People of the Book
I work at a computer. I prowl databases for late-night fun. I don’t leave home without a mobile phone. I shop online. I maintain a blog. I have been an early adopter of electronic gizmos from Bowmar Brain to Kaypro to Kindle, with many white elephants in between (Sony Data Discman, Psion handheld, Silver Reed palm-sized copier ... I could go on).
All the devices named above do one thing or another better or faster than a book, but none does so well what a book does. The book embodies tradition. It provides escape, and it makes connection. It transports us to other times and places and states of being.
I am a book person. I love the heft of a book, its smell, its design, its perfect marriage of form and function. I love running my fingers over the raised ink in a book set by letterpress.
People of the book may be not only voracious readers but also driven collectors. From the old and rare to the second-hand and remainder, the books with which we surround ourselves in our homes signal to visitors who we are, at a deep level. They also remind us, as we occasionally peruse our collections of well worn or guiltily unread tomes, of who we once were and still hope to become. Books furnish a home and burnish our souls.
Book people will shop in a chain store but will prefer a privately held one. Book people will buy a new or a used book at Amazon or Alibris when they know what they want to find ... but they will look for a used or antiquarian dealer when they want a book to find them.
And here we have a dilemma: not only is the number of such shops shrinking but, of those that remain, an increasing number regard their brick-and-mortar presence as a sideline and online sales as their bread-and-butter. Walk into a second-hand bookstore and try to haggle good-naturedly in the time-honored way and the proprietor will look up the volume on his computer and assert that the price is fair, and let that be an end to the discussion. No matter that the book cited online is a first edition in fine condition and his volume is a tattered fourth, with unsubtle traces of a library pocket. The thrill of the hunt — the chance of finding a rarity in the dollar stall outside the shop — is gone, unless one treks north to the book barns of New England.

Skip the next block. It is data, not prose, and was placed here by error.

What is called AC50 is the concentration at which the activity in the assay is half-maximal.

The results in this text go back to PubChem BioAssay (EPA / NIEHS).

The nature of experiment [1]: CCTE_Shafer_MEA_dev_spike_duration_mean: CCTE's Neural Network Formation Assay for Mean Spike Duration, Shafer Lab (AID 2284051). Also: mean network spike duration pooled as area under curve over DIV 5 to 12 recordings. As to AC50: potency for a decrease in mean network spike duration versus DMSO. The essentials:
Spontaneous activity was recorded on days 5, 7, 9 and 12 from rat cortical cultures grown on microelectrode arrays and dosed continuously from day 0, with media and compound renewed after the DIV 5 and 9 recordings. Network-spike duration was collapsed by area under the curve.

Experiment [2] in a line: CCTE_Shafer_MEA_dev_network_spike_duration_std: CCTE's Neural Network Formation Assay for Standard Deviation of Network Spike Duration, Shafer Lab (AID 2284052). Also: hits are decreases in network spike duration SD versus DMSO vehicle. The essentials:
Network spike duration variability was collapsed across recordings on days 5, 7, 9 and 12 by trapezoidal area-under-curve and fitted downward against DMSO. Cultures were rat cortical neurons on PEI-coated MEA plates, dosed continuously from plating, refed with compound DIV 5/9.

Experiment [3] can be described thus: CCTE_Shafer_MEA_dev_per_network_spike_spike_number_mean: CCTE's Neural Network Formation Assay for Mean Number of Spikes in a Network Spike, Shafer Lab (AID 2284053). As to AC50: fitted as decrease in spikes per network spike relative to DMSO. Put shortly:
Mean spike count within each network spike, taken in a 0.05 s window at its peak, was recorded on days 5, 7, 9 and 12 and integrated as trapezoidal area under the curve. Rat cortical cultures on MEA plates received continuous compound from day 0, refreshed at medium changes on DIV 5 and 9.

But that is the lament of a foiled antiquarian, worthy of derision. Why not simply shift focus: find good books at great prices in places where they ought not to be — in antique shops, flea markets, library sales. To people of the book, such advice is as if Howard Carter had been told to look for Tut’s tomb in Kansas.
If the collecting of books is an only slightly diminished hobby, and the making of books projects no end (never have so many bound things been published, though one hesitates to call them all books), then one wonders if the reading of them is an endangered activity.
I read online A LOT, starting with the New York Times over morning coffee and extending into the night with vintage newspapers from paid database services, or public domain works from free sites such as Google Books or Project Gutenberg, or contemporary works from Questia, a paid service but well worth the money for its ease of search and clipping and shelving features. All of these combined to make me, in the estimation of my lady friend, an ideal candidate for Amazon’s venture into electronic books, the Kindle, which she purchased for me at Christmas.
The Kindle is a Jetson-inspired object that provides a satisfactory reading experience on a train or plane, with a black-on-gray display that is easy on the eyes and on battery life. But you’d never pick up a Kindle at home in preference to a printed product, or even read the morning’s Times on it rather than on the web. Its operating system is pleasingly invisible — one learns how to use the device in just a few minutes—but the amazing thing about the Kindle is its always-on Sprint wireless connection, permitting a lightning-fast shopping experience. Get an itch, order a book from the Amazon store, and it downloads to your device almost instantly. This is one interesting gizmo, and it can even be used, imperfectly, to surf the web and fetch email.